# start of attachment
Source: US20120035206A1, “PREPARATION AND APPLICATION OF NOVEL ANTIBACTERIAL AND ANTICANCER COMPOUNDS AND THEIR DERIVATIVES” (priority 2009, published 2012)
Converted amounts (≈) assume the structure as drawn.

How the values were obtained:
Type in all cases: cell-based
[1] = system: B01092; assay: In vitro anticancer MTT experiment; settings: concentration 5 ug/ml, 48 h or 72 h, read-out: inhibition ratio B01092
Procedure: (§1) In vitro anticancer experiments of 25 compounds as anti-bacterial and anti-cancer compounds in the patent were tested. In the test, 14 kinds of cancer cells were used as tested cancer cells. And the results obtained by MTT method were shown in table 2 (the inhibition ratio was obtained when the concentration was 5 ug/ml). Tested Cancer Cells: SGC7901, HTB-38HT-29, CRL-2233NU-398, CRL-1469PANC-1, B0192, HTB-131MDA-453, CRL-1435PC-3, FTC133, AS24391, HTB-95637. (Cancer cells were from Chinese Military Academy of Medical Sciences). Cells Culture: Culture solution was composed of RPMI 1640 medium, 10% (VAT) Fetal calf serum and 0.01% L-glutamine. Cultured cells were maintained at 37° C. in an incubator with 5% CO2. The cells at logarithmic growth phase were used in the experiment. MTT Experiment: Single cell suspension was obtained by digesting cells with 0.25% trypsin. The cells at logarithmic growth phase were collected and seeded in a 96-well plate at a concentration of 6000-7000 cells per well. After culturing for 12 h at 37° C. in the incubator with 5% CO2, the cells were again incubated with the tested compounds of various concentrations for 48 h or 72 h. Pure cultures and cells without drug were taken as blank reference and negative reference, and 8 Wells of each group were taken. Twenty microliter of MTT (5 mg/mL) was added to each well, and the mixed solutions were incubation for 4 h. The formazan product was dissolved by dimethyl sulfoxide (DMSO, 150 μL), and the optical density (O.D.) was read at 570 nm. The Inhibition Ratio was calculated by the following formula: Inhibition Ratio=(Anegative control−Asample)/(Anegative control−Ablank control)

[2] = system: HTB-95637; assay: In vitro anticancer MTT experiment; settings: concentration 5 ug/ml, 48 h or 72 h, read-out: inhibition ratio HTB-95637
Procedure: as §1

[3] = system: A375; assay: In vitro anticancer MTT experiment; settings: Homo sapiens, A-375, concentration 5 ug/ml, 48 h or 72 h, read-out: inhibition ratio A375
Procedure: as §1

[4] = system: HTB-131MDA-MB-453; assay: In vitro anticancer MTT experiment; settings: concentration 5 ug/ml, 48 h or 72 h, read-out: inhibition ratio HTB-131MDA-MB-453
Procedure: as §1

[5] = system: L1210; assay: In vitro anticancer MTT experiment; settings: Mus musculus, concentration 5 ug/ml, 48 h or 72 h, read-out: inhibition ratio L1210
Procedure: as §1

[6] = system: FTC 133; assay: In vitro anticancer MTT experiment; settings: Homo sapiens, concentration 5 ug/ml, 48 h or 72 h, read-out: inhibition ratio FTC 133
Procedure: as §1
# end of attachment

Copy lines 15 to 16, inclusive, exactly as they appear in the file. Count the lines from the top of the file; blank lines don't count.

[6] = system: FTC 133; assay: In vitro anticancer MTT experiment; settings: Homo sapiens, concentration 5 ug/ml, 48 h or 72 h, read-out: inhibition ratio FTC 133
Procedure: as §1